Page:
Where to Begin with Sustainable Business Practices

Blogged By: 
Martha Young, SBA Guest Expert
Created on July 14, 2014
 

Sustainability AheadSmall businesses that use sustainable business practices as part of their operating and marketing strategy often realize significant economic gains.  However, creating market messaging for greening a business operations can be intimidating, or worse, lead a small business owner to think moving to a sustainable business model will require large capital outlays. That is a flawed perception. The challenge for many companies, then, is identifying where the greatest opportunities are for them at the lowest cost to implementation.

A large number of firms start with internal practices, which may include process efficiencies, reducing landfill destined waste, reducing water use and implementing recycling programs. Each of these practices has a direct, measurable financial impact on a company. For example, improving process efficiencies may result in moving products and services to market more quickly. Reducing waste will also reduce the expenses associated with waste removal and disposal. A water bill declines with less water usage. A recycling program contributes to reducing waste removal and other associated expenses.

Small business owners should also look at maximizing economic and sustainability benefits through building and physical structure improvements. Specific types of sustainable business practices that fall into this category include upgrading lighting and windows; installing better or additional insulation; adding building wraps to facility expansions; and cleaning, maintaining, and upgrading HVAC systems.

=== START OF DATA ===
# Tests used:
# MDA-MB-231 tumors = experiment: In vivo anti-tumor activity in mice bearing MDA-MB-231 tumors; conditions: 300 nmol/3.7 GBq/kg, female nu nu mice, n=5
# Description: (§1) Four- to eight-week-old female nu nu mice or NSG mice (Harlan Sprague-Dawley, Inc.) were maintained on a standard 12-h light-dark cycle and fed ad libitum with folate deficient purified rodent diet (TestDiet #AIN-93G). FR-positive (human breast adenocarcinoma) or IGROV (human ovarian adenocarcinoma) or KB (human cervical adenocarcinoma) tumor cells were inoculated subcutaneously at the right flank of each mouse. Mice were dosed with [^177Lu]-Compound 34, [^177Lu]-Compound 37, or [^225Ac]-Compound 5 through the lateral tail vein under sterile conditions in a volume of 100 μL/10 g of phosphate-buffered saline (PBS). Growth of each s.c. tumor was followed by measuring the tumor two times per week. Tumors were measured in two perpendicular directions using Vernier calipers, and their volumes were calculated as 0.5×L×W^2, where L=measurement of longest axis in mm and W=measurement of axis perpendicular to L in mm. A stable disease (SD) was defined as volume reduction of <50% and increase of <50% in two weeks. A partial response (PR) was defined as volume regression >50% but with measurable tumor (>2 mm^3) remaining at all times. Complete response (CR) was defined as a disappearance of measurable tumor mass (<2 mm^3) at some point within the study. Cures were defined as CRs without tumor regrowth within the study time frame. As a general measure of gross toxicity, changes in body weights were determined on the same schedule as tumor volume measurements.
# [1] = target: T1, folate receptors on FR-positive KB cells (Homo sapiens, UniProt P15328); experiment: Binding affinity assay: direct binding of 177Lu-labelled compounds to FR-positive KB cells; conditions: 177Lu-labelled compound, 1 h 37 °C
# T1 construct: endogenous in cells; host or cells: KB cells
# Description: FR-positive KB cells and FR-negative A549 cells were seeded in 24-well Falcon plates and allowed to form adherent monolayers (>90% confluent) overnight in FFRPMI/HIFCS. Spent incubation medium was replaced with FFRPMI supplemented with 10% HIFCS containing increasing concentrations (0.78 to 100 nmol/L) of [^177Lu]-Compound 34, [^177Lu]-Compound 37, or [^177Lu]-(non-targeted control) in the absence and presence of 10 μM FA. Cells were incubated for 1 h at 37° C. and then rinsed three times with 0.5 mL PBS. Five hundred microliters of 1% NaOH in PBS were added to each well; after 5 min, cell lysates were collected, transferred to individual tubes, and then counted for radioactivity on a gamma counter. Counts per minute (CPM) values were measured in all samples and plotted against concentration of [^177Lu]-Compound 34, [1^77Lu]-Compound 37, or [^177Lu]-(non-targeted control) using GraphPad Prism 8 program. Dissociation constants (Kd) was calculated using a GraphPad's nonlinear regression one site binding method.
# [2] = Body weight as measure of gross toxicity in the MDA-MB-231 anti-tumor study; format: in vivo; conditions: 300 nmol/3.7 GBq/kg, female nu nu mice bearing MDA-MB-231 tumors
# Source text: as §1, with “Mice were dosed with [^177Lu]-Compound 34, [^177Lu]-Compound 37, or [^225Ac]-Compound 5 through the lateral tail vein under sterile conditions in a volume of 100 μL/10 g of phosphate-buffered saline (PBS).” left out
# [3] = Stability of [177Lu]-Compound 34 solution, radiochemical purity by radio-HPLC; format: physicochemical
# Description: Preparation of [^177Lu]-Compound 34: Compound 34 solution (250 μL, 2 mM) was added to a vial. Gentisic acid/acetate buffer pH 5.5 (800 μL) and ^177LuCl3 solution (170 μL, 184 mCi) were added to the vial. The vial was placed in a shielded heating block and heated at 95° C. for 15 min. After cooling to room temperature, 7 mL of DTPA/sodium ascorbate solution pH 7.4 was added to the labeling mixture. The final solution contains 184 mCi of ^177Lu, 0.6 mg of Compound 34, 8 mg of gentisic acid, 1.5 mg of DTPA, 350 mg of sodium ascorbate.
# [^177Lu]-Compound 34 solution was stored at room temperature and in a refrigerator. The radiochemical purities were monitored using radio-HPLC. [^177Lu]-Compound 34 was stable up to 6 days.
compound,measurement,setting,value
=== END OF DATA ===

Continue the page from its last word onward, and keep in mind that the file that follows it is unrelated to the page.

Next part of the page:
Two-time MED Week Award Winner Builds Successful Business

Blogged By: 
Justin Chang, MBDA Intern
Created on July 2, 2014
 

With the 2014 National Minority Enterprise Development (MED) Week Conference fast approaching, we wanted to take the time and spotlight a past conference honoree to give an insight into the current state and outlook of a two-time MED Week award winning firm.

2011 METCON AwardMetcon, Inc. is a general contracting and construction management firm headquartered in Pembroke, NC with offices in Raleigh, Charlotte, and Columbia, SC. Metcon is certified by the North Carolina Office for Historically Underutilized Businesses as an American Indian-owned general construction business. Founded in 1999, Metcon received the National Minority Construction Firm of the Year award in 2011 and 2013. Below is our interview with Aaron Thomas, the president of Metcon Inc.